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Campers Criticized by Hotel Owners

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Campers Criticized by Hotel Owners

Mývatn

Lake Mývatn, near Hótel Reykjahlíð. Photo: Páll Stefánsson.

There is increasing discontent among those who run tourist services towards tourists who travel the country in campers. On the Facebook page Bakland ferðaþjónustunnar, where people in the travel industry voice their concerns, the discussion in recent days has been about just that.

Clearly, demand for campers has increased and the companies which rent them are many, including Kúkú Campers, Happy Campers, Campervan Iceland, Trig Campers, JS Camper Rental and Iceland Mini Campers. In the summer time, tourists who rent campers are expected to spend the night at campsites, bust most of those are closed in winter, forcing the tourists to camp elsewhere.

Æsa Gísladóttir, hotel director at Norður-Vík, South Iceland, is frustrated by the camper renters, who park their vehicles in the hotel parking lot, use its restrooms and internet, and even ask to borrow utensils from the hotel kitchen; all that without paying a penny.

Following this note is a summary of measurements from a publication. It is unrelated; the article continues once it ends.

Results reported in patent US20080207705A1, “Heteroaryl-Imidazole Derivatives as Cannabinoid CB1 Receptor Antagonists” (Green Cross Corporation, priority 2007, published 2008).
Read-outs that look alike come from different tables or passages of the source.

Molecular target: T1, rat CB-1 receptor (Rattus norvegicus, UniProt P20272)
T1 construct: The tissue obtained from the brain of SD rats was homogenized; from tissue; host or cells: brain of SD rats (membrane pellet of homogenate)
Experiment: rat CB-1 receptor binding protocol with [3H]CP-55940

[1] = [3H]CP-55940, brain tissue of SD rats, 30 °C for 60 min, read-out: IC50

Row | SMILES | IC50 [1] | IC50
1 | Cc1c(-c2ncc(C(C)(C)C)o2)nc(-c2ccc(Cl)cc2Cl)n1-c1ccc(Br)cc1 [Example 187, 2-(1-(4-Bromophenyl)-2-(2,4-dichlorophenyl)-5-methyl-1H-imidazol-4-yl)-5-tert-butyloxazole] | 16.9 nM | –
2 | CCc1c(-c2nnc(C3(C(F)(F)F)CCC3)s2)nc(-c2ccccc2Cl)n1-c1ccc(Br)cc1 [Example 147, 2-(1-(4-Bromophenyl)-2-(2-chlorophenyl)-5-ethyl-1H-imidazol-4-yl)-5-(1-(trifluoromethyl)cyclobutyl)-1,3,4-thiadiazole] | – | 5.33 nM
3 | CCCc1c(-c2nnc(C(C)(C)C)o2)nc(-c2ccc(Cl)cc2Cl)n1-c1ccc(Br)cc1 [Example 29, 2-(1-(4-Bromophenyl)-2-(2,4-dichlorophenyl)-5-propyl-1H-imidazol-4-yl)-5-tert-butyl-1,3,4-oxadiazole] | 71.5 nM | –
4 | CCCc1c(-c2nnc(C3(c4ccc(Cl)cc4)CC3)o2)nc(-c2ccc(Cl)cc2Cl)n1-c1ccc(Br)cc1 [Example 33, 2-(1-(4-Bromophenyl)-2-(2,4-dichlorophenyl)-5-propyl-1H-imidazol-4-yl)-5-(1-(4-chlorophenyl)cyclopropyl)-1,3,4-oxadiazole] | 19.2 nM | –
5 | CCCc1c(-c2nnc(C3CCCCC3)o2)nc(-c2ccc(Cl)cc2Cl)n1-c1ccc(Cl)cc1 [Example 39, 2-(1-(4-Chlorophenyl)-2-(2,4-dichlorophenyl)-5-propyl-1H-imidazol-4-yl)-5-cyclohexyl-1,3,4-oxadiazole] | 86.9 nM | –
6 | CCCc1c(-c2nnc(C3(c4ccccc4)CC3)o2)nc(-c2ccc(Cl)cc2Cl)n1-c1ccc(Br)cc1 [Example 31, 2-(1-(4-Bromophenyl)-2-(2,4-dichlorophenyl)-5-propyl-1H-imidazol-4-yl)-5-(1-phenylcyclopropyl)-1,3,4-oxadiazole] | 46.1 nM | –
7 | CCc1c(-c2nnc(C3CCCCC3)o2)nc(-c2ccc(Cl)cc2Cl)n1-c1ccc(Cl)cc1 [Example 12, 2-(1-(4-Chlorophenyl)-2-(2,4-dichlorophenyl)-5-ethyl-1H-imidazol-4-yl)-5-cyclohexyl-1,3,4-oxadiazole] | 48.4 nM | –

She told Vísir she finds it unfair that guests who pay for their accommodation must share the facilities with these people and stand with them in line for the restroom. She stated that if the people don’t go to the bathroom indoors, they find a place close by, outdoors, to answer the call of nature.

Æsa would like the camper rental companies to urge their customers not to park anywhere they please and expect to be able to use the services of hotels for which other guests must pay.

Hotel Director Pétur Snæbjörnsson, Hótel Reykjahlíð, North Iceland, has a similar complaint. Almost every night, campers are parked in the hotel parking lot. He criticizes the fact that the camper rental companies are allowed to operate in winter when all campsites are closed. But even in summer, he believes those who travel in campers avoid parking at campsites except as a last resort.

“People all over the country are battling this,” he told Vísir.

CEO of KúKú Campers, Lárus Guðbjartsson, told Vísir the company urges its customers to use restrooms at gas stations and tells them not to park near campsites in order to use the facilities for free. Lárus belives about 90 percent of his customers park at campsites. Furthermore, he claims that by renting the campers, he enables more people to visit the country, since accommodation is often fully booked in summer.

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